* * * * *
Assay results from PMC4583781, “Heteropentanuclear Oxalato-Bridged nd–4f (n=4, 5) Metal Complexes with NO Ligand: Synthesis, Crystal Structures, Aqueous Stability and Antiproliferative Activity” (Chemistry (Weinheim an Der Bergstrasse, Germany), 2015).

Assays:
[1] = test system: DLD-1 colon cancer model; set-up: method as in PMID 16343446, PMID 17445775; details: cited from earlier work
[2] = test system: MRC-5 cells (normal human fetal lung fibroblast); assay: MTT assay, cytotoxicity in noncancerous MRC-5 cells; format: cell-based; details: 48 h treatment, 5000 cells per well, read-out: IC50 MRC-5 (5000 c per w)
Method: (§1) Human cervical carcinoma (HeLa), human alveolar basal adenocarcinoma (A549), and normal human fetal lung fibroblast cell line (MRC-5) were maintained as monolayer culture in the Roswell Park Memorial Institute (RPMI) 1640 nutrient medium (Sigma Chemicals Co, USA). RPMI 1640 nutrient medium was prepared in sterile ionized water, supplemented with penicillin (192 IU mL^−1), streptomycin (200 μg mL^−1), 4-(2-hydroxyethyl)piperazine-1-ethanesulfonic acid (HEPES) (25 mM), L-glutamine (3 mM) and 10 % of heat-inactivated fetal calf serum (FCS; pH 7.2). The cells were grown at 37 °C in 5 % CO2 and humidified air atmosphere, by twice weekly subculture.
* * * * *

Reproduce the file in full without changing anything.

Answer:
Assay results from PMC4583781, “Heteropentanuclear Oxalato-Bridged nd–4f (n=4, 5) Metal Complexes with NO Ligand: Synthesis, Crystal Structures, Aqueous Stability and Antiproliferative Activity” (Chemistry (Weinheim an Der Bergstrasse, Germany), 2015).

Assays:
[1] = test system: DLD-1 colon cancer model; set-up: method as in PMID 16343446, PMID 17445775; details: cited from earlier work
[2] = test system: MRC-5 cells (normal human fetal lung fibroblast); assay: MTT assay, cytotoxicity in noncancerous MRC-5 cells; format: cell-based; details: 48 h treatment, 5000 cells per well, read-out: IC50 MRC-5 (5000 c per w)
Method: (§1) Human cervical carcinoma (HeLa), human alveolar basal adenocarcinoma (A549), and normal human fetal lung fibroblast cell line (MRC-5) were maintained as monolayer culture in the Roswell Park Memorial Institute (RPMI) 1640 nutrient medium (Sigma Chemicals Co, USA). RPMI 1640 nutrient medium was prepared in sterile ionized water, supplemented with penicillin (192 IU mL^−1), streptomycin (200 μg mL^−1), 4-(2-hydroxyethyl)piperazine-1-ethanesulfonic acid (HEPES) (25 mM), L-glutamine (3 mM) and 10 % of heat-inactivated fetal calf serum (FCS; pH 7.2). The cells were grown at 37 °C in 5 % CO2 and humidified air atmosphere, by twice weekly subculture.